Steve’s bottom line? If you are serious about making an investment in capital equipment, it might be better for you to act sooner rather than later. Over the 28 years I have covered this industry, I have heard time and again—from both processors and suppliers—about investment plans that have either been delayed or scaled back. But as business conditions among processors continue to improve, any delay could put you at a competitive disadvantage. In other words, there are reasons beyond delivery times and purchase price for you to act quickly.

 

 

Steve points out the U.S. monetary base is an excellent leading indicator of primary plastics processing equipment consumption. Historically, changes in the monetary base lead changes capital equipment consumption by 24 months on average, as the chart above indicates. The monetary base saw its peak rate of growth in the summer of 2014, which means processing equipment consumption should see accelerating growth through 2015 and possibly into 2016.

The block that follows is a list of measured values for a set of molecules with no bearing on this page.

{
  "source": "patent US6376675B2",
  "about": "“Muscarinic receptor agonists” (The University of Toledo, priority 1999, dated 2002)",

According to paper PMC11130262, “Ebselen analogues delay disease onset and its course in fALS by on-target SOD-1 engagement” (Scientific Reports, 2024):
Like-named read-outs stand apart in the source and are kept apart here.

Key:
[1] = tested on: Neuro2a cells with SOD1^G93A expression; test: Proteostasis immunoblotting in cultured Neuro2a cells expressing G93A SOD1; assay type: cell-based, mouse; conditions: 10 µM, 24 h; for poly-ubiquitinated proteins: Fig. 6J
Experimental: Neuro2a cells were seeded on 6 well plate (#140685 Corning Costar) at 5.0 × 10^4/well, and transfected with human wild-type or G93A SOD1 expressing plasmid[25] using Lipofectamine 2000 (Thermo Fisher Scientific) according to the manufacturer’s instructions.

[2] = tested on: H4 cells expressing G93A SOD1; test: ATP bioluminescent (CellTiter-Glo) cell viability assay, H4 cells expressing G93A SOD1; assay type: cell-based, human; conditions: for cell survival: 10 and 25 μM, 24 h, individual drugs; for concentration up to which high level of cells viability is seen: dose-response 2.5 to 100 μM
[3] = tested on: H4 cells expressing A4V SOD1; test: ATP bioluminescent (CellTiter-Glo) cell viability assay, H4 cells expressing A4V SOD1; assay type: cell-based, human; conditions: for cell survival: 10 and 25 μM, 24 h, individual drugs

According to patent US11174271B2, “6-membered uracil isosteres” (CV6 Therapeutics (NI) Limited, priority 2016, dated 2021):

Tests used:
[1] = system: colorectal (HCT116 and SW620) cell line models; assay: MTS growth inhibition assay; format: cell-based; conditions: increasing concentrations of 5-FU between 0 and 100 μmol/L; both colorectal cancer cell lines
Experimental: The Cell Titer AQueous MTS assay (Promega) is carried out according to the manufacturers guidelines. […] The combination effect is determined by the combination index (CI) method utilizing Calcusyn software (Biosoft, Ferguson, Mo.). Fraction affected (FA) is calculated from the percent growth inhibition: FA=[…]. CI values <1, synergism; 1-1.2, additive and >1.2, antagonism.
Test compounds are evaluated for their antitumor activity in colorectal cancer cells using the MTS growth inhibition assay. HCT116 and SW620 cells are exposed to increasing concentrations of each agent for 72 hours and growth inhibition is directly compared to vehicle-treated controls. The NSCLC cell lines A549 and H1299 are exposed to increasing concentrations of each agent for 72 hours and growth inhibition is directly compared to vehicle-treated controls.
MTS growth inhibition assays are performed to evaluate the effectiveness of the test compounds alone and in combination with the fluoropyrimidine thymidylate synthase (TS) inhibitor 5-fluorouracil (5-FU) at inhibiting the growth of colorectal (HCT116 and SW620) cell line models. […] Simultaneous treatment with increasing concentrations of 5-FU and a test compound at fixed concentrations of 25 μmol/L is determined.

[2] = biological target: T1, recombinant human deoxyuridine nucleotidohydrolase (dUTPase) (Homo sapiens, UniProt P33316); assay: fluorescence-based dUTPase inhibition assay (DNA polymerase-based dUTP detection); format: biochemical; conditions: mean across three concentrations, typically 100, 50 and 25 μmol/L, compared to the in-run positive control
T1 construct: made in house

As Steve points out, most processors make investment decisions based on capacity utilization—how busy existing equipment is right now. Generally, the Gardner survey shows that the need to increase capacity has been the number one motivator for plants to buy new capital equipment. This finding has not changed in 25 years.

 

Capacity utilization is at its highest level since late 2007, and has been increasing at an accelerating rate, as the chart above shows. This is likely to continue, and based on the correlation between backlogs in our business index and capacity utilization, capacity utilization could reach 80% in 2015 for the first time since January 2007, and capacity utilization could average more than 80% for the first time since 2006

 

So am I recommending you come to NPE with your checkpoint and a purchase order in hand? Not necessarily. But think about having them in your pocket.